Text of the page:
15. Dean R. Hyslop, 1999. "State Dependence, Serial Correlation and Heterogeneity in Intertemporal Labor Force Participation of Married Women," Econometrica, Econometric Society, vol. 67(6), pages 1255-1294, November.
  16. David Card & Sara De La Rica, 2006. "Firm-Level Contracting and the Structure of Wages in Spain," ILR Review, Cornell University, ILR School, vol. 59(4), pages 573-592, July.
  17. Robert Shimer, 2005. "The Cyclical Behavior of Equilibrium Unemployment and Vacancies," American Economic Review, American Economic Association, vol. 95(1), pages 25-49, March.
  18. Jovanovic, Boyan, 1982. "Selection and the Evolution of Industry," Econometrica, Econometric Society, vol. 50(3), pages 649-670, May.
  19. Bernheim, B Douglas, 1994. "A Theory of Conformity," Journal of Political Economy, University of Chicago Press, vol. 102(5), pages 841-877, October.
  20. Mark L Bryan, 2007. "Workers, Workplaces and Working Hours," British Journal of Industrial Relations, London School of Economics, vol. 45(4), pages 735-759, December.
  21. Stafford, Frank, 1987. "Forestalling the demise of empirical economics: The role of microdata in labor economics research," Handbook of Labor Economics,in: O. Ashenfelter & R. Layard (ed.), Handbook of Labor Economics, edition 1, volume 1, chapter 7, pages 387-423 Elsevier.
  22. Bruno Crepon & Francis Kramarz, 2002. "Employed 40 Hours or Not Employed 39: Lessons from the 1982 Mandatory Reduction of the Workweek," Journal of Political Economy, University of Chicago Press, vol. 110(6), pages 1355-1389, December.
  23. Steven N. Durlauf, 2002. "On the Empirics of Social Capital," Economic Journal, Royal Economic Society, vol. 112(483), pages 459-479, November.
  24. Daniel S. Hamermesh, 1987. "The Costs of Worker Displacement," The Quarterly Journal of Economics, Oxford University Press, vol. 102(1), pages 51-75.
  25. Timothy Dunne & Mark J. Roberts & Larry Samuelson, 1989. "The Growth and Failure of U. S. Manufacturing Plants," The Quarterly Journal of Economics, Oxford University Press, vol. 104(4), pages 671-698.
  26. Steven J. Davis & John Haltiwanger, 1992. "Gross Job Creation, Gross Job Destruction, and Employment Reallocation," The Quarterly Journal of Economics, Oxford University Press, vol. 107(3), pages 819-863.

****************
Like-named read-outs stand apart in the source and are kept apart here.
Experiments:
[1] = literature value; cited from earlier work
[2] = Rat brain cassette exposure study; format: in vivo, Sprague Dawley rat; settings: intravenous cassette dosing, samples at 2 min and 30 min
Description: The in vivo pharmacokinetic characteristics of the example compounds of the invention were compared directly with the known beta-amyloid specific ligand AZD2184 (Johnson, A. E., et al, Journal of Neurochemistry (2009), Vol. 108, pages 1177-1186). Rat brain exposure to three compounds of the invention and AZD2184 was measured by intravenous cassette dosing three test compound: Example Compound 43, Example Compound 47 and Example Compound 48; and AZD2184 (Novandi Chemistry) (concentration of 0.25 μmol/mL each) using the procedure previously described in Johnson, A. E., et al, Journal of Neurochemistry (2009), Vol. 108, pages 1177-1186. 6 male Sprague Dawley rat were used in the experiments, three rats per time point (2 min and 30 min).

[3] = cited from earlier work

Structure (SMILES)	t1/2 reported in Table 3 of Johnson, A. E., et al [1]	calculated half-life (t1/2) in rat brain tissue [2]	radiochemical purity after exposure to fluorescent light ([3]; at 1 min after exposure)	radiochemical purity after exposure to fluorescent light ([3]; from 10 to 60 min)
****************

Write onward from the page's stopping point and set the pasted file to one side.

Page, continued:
27. George Baker & Michael Gibbs & Bengt Holmstrom, 1994. "The Internal Economics of the Firm: Evidence from Personnel Data," The Quarterly Journal of Economics, Oxford University Press, vol. 109(4), pages 881-919.
  28. Gerard A. Pfann & Daniel S. Hamermesh, 2001. "Two-Sided Learning, Labor Turnover and Displacement," NBER Working Papers 8273, National Bureau of Economic Research, Inc.
  29. Daniel S. Hamermesh, 1993. "Labor Demand and the Source of Adjustment Costs," NBER Working Papers 4394, National Bureau of Economic Research, Inc.
  30. Erica L. Groshen, 1991. "Sources of Intra-Industry Wage Dispersion: How Much Do Employers Matter?," The Quarterly Journal of Economics, Oxford University Press, vol. 106(3), pages 869-884.
  31. James J. Heckman, 1981. "Heterogeneity and State Dependence," NBER Chapters,in: Studies in Labor Markets, pages 91-140 National Bureau of Economic Research, Inc.
Full references (including those not matched with items on IDEAS)

This item is not listed on Wikipedia, on a reading list or among the top items on IDEAS.

When requesting a correction, please mention this item's handle: RePEc:eee:labeco:v:15:y:2008:i:4:p:662-672. See general information about how to correct material in RePEc.

For technical questions regarding this item, or to correct its authors, title, abstract, bibliographic or download information, contact: (Dana Niculescu)

If you have authored this item and are not yet registered with RePEc, we encourage you to do it here. This allows to link your profile to this item. It also allows you to accept potential citations to this item that we are uncertain about.

If references are entirely missing, you can add them using this form.

If the full references list an item that is present in RePEc, but the system did not link to it, you can help with this form.

If you know of missing items citing this one, you can help us creating those links by adding the relevant references in the same way as above, for each refering item. If you are a registered author of this item, you may also want to check the "citations" tab in your profile, as there may be some citations waiting for confirmation.

Please note that corrections may take a couple of weeks to filter through the various RePEc services.

This information is provided to you by IDEAS at the Research Division of the Federal Reserve Bank of St. Louis using RePEc data.